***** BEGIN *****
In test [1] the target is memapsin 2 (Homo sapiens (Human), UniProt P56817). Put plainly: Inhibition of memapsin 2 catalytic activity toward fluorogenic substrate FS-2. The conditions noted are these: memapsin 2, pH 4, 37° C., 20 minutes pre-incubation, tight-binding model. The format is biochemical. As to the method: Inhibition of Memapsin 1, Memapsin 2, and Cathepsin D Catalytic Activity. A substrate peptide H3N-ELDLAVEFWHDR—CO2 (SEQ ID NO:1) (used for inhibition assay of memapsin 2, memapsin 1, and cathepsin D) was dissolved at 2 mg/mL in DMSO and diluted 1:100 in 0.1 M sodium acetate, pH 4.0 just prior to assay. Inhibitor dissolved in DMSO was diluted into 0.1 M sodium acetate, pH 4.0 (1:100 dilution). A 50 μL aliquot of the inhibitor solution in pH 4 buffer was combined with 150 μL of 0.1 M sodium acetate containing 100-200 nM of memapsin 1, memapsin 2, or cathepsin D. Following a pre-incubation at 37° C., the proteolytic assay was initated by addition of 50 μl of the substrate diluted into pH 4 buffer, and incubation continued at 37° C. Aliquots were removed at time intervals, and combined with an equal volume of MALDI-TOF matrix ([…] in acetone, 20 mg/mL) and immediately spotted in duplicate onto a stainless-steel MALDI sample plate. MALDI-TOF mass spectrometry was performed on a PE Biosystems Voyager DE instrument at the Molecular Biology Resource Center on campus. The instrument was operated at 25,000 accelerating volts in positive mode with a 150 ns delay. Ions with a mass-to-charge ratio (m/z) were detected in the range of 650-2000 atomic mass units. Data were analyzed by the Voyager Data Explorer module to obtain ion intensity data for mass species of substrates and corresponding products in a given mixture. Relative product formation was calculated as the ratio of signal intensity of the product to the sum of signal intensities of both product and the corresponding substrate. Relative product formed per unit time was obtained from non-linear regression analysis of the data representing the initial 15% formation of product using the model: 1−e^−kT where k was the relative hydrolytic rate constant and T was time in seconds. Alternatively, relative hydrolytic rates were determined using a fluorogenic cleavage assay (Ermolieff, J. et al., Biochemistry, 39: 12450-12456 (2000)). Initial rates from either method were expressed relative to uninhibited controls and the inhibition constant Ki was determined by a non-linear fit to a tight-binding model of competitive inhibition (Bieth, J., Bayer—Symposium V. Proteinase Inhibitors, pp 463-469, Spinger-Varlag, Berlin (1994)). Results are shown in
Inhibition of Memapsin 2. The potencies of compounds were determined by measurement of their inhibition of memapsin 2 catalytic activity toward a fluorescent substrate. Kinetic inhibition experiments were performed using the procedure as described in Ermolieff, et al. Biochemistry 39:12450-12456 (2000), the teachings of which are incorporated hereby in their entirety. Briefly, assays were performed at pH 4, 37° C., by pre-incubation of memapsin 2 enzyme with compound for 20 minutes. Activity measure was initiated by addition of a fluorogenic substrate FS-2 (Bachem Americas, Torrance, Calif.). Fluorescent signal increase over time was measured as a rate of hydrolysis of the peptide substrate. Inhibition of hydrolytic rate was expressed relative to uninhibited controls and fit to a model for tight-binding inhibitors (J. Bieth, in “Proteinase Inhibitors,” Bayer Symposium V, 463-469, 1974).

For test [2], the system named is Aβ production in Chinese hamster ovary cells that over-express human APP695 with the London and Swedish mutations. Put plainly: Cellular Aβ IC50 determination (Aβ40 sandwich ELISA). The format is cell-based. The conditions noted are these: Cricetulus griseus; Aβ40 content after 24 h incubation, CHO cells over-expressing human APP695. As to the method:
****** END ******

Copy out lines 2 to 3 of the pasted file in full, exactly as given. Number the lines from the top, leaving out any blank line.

Inhibition of Memapsin 2. The potencies of compounds were determined by measurement of their inhibition of memapsin 2 catalytic activity toward a fluorescent substrate. Kinetic inhibition experiments were performed using the procedure as described in Ermolieff, et al. Biochemistry 39:12450-12456 (2000), the teachings of which are incorporated hereby in their entirety. Briefly, assays were performed at pH 4, 37° C., by pre-incubation of memapsin 2 enzyme with compound for 20 minutes. Activity measure was initiated by addition of a fluorogenic substrate FS-2 (Bachem Americas, Torrance, Calif.). Fluorescent signal increase over time was measured as a rate of hydrolysis of the peptide substrate. Inhibition of hydrolytic rate was expressed relative to uninhibited controls and fit to a model for tight-binding inhibitors (J. Bieth, in “Proteinase Inhibitors,” Bayer Symposium V, 463-469, 1974).

For test [2], the system named is Aβ production in Chinese hamster ovary cells that over-express human APP695 with the London and Swedish mutations. Put plainly: Cellular Aβ IC50 determination (Aβ40 sandwich ELISA). The format is cell-based. The conditions noted are these: Cricetulus griseus; Aβ40 content after 24 h incubation, CHO cells over-expressing human APP695. As to the method: